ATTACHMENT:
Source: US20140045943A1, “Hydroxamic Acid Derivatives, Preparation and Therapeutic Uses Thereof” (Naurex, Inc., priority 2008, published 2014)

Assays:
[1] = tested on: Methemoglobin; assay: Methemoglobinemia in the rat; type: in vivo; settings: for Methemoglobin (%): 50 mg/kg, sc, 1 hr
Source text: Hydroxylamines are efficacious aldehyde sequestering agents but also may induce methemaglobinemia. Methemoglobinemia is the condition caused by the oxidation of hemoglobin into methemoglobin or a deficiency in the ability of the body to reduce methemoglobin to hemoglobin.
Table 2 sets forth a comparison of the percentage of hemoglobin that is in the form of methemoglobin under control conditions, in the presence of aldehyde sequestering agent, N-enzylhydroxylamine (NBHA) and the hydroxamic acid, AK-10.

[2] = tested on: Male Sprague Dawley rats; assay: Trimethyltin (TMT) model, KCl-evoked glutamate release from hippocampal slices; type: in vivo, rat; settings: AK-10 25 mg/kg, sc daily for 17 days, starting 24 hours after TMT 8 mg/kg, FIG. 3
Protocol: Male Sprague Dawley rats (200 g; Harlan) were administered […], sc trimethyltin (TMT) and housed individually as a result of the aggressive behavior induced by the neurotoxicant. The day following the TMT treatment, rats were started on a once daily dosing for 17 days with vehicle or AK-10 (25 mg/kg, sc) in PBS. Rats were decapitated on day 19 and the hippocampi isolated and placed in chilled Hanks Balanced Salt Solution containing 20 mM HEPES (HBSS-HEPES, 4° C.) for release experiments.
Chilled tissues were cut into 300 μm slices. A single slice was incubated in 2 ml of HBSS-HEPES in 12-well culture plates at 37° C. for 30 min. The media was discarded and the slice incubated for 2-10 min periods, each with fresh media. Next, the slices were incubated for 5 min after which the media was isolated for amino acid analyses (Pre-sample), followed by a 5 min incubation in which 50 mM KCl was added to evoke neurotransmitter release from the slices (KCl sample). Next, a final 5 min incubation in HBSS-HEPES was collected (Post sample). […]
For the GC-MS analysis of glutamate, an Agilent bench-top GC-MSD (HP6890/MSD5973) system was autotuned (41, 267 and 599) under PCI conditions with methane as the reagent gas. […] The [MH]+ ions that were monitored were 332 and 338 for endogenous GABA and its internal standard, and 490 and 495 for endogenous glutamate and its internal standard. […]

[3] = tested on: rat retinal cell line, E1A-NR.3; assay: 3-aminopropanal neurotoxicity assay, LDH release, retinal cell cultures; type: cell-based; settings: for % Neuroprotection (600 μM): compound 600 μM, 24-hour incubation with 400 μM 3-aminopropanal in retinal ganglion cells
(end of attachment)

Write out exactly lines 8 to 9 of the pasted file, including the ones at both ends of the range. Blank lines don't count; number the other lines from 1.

Chilled tissues were cut into 300 μm slices. A single slice was incubated in 2 ml of HBSS-HEPES in 12-well culture plates at 37° C. for 30 min. The media was discarded and the slice incubated for 2-10 min periods, each with fresh media. Next, the slices were incubated for 5 min after which the media was isolated for amino acid analyses (Pre-sample), followed by a 5 min incubation in which 50 mM KCl was added to evoke neurotransmitter release from the slices (KCl sample). Next, a final 5 min incubation in HBSS-HEPES was collected (Post sample). […]
For the GC-MS analysis of glutamate, an Agilent bench-top GC-MSD (HP6890/MSD5973) system was autotuned (41, 267 and 599) under PCI conditions with methane as the reagent gas. […] The [MH]+ ions that were monitored were 332 and 338 for endogenous GABA and its internal standard, and 490 and 495 for endogenous glutamate and its internal standard. […]